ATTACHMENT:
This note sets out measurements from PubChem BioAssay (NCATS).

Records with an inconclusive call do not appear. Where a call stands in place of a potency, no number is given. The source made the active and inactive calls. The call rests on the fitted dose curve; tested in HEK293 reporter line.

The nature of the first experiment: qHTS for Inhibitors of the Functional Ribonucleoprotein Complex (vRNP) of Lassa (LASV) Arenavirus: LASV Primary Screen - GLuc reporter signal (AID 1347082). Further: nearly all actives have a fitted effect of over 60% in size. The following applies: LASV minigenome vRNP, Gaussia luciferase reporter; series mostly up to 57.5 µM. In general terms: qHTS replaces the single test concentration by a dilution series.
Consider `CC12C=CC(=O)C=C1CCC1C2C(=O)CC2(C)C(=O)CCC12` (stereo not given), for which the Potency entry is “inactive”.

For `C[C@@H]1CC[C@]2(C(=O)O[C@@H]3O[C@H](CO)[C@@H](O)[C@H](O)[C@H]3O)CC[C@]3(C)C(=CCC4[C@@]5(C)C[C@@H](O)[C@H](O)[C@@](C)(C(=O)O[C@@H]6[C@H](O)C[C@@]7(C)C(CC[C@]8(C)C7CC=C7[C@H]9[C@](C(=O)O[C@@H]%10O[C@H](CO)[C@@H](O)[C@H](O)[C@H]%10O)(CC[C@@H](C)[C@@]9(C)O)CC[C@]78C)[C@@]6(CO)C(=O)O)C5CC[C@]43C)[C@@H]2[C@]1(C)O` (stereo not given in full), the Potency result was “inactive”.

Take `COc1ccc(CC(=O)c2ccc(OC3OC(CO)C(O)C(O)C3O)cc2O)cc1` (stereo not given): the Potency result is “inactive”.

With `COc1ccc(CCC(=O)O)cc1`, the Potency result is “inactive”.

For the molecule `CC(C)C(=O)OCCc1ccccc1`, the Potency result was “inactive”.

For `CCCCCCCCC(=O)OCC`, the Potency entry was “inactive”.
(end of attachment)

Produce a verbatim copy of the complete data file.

This note sets out measurements from PubChem BioAssay (NCATS).

Records with an inconclusive call do not appear. Where a call stands in place of a potency, no number is given. The source made the active and inactive calls. The call rests on the fitted dose curve; tested in HEK293 reporter line.

The nature of the first experiment: qHTS for Inhibitors of the Functional Ribonucleoprotein Complex (vRNP) of Lassa (LASV) Arenavirus: LASV Primary Screen - GLuc reporter signal (AID 1347082). Further: nearly all actives have a fitted effect of over 60% in size. The following applies: LASV minigenome vRNP, Gaussia luciferase reporter; series mostly up to 57.5 µM. In general terms: qHTS replaces the single test concentration by a dilution series.
Consider `CC12C=CC(=O)C=C1CCC1C2C(=O)CC2(C)C(=O)CCC12` (stereo not given), for which the Potency entry is “inactive”.

For `C[C@@H]1CC[C@]2(C(=O)O[C@@H]3O[C@H](CO)[C@@H](O)[C@H](O)[C@H]3O)CC[C@]3(C)C(=CCC4[C@@]5(C)C[C@@H](O)[C@H](O)[C@@](C)(C(=O)O[C@@H]6[C@H](O)C[C@@]7(C)C(CC[C@]8(C)C7CC=C7[C@H]9[C@](C(=O)O[C@@H]%10O[C@H](CO)[C@@H](O)[C@H](O)[C@H]%10O)(CC[C@@H](C)[C@@]9(C)O)CC[C@]78C)[C@@]6(CO)C(=O)O)C5CC[C@]43C)[C@@H]2[C@]1(C)O` (stereo not given in full), the Potency result was “inactive”.

Take `COc1ccc(CC(=O)c2ccc(OC3OC(CO)C(O)C(O)C3O)cc2O)cc1` (stereo not given): the Potency result is “inactive”.

With `COc1ccc(CCC(=O)O)cc1`, the Potency result is “inactive”.

For the molecule `CC(C)C(=O)OCCc1ccccc1`, the Potency result was “inactive”.

For `CCCCCCCCC(=O)OCC`, the Potency entry was “inactive”.